Retirement can be only as secure as your retirement home
Is your retirement secure? For some people who thought they had taken care of everything, the answer may be riding on another question: Is your retirement community secure?
Anne Bradt, 83, said she and fellow residents thought they had bought themselves worry-free retirements when they pu t down hundreds of thousands of dollars -- upwards of $900,000 each -- to move into Sherburne Commons in Nantucket, Mass. Then, a year ago, the nonprofit company that runs the place sought bankruptcy protection. Food service was cut to one meal a day. Activities such as dance and music disappeared, along with the activities director and other members of the staff. Residents could still pull a cord if they needed emergency help in the shower, but they would have to pay extra for the lifeline, and the person answering the call would no longer be on the premises.
Bradt's life became caught up in a complex legal proceeding, with her entire deposit at risk.
"It's been one year of absolute hell," Bradt said. "It's taken its toll physically and mentally."
The recession and the real estate crisis have raised new concerns for people who paid hundreds of thousands of dollars, as much money as it might take to buy a home, just to enter retirement communities. The deposits typically earn seniors the privilege of moving in; they do not confer any ownership in the real estate, and they are in addition to monthly fees that can total thousands of dollars.
In theory, residents can reclaim the money when they move out, or their heirs can recoup it when they die. But the model can break down when the communities' economic assumptions prove too optimistic.
The October bankruptcy filing of another firm -- Erickson Retirement Communities, a major developer and manager of campuses for senior citizens -- casts a spotlight on the risks.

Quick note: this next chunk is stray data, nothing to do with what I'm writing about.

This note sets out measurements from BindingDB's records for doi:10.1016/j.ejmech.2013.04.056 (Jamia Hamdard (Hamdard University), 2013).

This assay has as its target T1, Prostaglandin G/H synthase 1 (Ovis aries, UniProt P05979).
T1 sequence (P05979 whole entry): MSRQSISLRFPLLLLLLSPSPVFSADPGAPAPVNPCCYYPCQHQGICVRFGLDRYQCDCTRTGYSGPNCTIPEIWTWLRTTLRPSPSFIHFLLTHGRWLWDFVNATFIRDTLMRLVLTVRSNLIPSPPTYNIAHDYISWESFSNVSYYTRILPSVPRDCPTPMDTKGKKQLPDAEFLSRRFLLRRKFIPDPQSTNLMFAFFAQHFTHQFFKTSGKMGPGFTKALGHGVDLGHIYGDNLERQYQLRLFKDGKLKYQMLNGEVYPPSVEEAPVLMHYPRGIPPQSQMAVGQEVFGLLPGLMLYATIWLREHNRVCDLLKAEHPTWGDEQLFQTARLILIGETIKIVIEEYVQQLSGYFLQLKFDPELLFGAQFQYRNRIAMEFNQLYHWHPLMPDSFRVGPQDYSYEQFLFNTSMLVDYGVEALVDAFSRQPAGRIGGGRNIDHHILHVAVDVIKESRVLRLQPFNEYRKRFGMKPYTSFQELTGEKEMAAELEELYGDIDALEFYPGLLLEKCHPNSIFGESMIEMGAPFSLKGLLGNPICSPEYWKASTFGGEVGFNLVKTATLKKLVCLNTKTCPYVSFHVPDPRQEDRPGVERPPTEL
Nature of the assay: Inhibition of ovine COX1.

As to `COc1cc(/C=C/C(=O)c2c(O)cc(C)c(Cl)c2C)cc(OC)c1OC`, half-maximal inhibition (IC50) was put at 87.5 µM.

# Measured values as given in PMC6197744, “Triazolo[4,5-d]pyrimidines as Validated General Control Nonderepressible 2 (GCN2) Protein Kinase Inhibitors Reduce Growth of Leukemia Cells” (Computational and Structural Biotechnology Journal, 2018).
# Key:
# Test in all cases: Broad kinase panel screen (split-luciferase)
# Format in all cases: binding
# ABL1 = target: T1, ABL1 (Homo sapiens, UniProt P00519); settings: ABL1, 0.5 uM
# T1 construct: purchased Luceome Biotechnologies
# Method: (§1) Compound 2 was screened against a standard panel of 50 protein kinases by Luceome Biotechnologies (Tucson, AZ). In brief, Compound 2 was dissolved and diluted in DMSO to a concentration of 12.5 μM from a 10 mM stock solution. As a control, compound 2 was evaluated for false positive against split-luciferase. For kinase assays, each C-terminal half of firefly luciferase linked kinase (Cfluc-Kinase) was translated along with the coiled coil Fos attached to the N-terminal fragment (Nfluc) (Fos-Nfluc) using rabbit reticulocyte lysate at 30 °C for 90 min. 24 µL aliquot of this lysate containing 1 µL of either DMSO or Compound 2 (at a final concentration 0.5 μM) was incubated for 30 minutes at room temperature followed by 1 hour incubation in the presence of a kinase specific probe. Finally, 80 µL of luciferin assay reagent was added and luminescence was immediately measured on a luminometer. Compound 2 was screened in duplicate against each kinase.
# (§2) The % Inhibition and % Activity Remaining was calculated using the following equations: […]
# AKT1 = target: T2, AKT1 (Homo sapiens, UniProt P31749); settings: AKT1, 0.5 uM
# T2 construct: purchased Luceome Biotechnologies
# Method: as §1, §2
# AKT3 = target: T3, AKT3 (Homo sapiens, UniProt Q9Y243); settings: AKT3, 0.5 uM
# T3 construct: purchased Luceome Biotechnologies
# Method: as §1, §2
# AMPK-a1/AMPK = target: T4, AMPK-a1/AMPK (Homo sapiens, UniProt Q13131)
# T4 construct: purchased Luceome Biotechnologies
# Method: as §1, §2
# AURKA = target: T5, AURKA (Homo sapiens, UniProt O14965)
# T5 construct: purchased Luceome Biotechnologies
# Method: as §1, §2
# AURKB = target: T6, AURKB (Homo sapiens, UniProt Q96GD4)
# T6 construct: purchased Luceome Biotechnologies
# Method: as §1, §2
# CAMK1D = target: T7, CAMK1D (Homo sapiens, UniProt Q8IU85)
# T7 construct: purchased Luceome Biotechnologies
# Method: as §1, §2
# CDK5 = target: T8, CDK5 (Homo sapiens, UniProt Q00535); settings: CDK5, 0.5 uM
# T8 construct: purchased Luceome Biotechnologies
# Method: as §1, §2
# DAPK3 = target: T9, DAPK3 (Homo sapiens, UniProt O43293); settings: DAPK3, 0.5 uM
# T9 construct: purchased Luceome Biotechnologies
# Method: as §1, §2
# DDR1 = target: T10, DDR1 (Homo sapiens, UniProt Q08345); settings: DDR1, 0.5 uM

Erickson has been a leader in the world of "continuing care retirement communities" -- CCRCs -- which offer independent living, assisted living and nursing home care. In the Washington area, Erickson communities include Riderwood in Silver Spring and Greenspring in Springfield. People move in while they are still able to live independently, hoping it will be their last major move. One of the main advantages is that seniors can stay in the same community as their health deteriorates, and couples can avoid being separated in their declining years.
For some Erickson residents, including early occupants of the Ashby Ponds development in Ashburn, it may not work out that way. The weak economy prompted Erickson to halt development of several projects before completing the assisted-living or nursing facilities.
Erickson spokesman Mel Tansill wrote that the company's problems "have no direct effect on . . . each resident's right to a refund." Nonetheless, the company's decline has helped illuminate pitfalls that were inherent in its approach.
Erickson promotes its deposits as "100% Refundable," with an asterisk that points to the fine print. Sure enough, there's a catch:
Residents are not entitled to get their money back until management lines up a new tenant for the apartment and the new tenant posts a deposit.